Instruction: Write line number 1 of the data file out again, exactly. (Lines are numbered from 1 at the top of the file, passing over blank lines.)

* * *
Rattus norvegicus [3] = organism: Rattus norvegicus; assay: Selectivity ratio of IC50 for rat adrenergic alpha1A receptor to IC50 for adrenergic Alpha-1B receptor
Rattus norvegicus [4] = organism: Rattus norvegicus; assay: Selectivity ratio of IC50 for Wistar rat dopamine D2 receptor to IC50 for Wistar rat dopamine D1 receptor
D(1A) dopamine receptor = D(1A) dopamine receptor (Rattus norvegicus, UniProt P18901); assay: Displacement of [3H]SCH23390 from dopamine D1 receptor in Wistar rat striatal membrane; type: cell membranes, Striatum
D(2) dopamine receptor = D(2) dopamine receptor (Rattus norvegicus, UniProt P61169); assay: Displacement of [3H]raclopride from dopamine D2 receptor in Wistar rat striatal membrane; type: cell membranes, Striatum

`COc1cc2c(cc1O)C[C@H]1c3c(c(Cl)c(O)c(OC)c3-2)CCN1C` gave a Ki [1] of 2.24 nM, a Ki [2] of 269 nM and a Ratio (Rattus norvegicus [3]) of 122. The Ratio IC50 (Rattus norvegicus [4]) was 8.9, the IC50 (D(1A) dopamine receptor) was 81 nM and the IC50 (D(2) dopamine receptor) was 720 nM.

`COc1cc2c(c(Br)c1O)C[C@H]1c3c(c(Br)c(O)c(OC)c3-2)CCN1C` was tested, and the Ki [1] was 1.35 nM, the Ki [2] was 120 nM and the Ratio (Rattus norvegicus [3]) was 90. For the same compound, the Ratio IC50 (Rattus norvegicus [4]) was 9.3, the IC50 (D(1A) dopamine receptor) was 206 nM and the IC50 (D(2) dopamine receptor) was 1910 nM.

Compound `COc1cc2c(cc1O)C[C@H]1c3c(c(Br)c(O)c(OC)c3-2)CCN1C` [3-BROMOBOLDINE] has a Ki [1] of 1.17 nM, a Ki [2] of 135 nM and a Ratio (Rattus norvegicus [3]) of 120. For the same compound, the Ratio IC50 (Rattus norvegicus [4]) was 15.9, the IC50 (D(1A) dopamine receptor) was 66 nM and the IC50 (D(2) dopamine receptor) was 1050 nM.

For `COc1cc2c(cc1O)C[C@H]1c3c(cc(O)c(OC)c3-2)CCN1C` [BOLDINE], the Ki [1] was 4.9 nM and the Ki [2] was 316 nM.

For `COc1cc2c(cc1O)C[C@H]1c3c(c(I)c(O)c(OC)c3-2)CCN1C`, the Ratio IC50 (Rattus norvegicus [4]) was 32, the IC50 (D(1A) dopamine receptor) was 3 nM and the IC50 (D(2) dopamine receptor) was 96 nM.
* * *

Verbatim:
Rattus norvegicus [3] = organism: Rattus norvegicus; assay: Selectivity ratio of IC50 for rat adrenergic alpha1A receptor to IC50 for adrenergic Alpha-1B receptor